William Soutar

1898 - 1943

William Soutar
©2022 Gazetteer for Scotland

William Soutar

Poet and diarist. Born in Perth, the son of a craftsman joiner, and educated at Perth Academy. Soutar was drafted into the Royal Navy in 1916 but after the war he completed his education at the University of Edinburgh. Encouraged by the work of Hugh MacDiarmid, Soutar began writing poems in the Scots language. Having grown up hearing and using the language, Soutar's work was rather more natural than MacDiarmid's formality. His first work Gleanings of an Undergraduate was published anonymously in 1923. This was followed by Conflict (1931), by which time Soutar was bed-ridden following a failed operation to cure spondylitis contracted during his war-service. Other works followed: Seeds in the wind: Poems in Scots (1933), written specifically for children to encourage the use of the language, Poems in Scots (1935) and Riddles in Scots (1937). One of his most popular works was The Tryst, which has been set to music several times, most recently by James MacMillan (b.1959). Soutar also wrote in English, for example, In the time of Tyrants (1939) and The Expectant Silence (1944).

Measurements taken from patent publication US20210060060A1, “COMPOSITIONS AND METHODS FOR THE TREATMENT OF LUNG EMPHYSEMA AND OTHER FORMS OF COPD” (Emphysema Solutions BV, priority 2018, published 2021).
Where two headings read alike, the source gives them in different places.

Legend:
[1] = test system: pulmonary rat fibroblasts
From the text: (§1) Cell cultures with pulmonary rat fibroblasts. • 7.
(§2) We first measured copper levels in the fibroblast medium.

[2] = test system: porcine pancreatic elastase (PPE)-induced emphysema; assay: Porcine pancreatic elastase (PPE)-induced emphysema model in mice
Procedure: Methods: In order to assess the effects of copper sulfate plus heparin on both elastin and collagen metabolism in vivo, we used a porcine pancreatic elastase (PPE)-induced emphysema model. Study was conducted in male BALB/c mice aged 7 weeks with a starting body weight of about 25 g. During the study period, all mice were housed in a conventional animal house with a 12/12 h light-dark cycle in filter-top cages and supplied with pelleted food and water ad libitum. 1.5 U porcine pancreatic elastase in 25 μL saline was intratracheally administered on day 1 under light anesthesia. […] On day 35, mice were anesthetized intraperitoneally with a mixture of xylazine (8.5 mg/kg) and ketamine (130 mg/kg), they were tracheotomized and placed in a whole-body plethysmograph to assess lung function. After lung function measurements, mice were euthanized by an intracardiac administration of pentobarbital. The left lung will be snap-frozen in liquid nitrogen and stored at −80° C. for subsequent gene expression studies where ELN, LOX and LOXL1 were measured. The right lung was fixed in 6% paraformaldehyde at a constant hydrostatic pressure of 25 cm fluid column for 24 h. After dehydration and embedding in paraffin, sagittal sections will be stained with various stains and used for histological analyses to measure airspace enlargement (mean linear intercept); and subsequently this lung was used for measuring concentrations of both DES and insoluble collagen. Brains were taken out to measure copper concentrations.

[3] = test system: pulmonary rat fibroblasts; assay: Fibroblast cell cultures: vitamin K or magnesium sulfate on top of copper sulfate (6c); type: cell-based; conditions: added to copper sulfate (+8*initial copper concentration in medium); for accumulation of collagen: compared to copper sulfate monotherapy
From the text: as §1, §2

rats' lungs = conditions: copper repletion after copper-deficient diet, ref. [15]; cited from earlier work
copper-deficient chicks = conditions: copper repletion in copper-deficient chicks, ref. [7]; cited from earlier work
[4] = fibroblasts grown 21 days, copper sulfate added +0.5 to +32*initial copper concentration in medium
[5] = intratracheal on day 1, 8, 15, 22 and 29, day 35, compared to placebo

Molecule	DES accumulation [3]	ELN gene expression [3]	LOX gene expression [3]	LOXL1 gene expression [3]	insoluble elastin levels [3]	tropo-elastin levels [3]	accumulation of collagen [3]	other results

Soutar remained an invalid until his early death. His Diaries of a Dying Man (1954) are considered remarkable. He lies buried in Wellshill Cemetery (Perth) but his name is remembered in the lecture theatre of the A.K. Bell Library in Perth, while an archive of his poems, together with his diaries and journals, are held in the National Library of Scotland.

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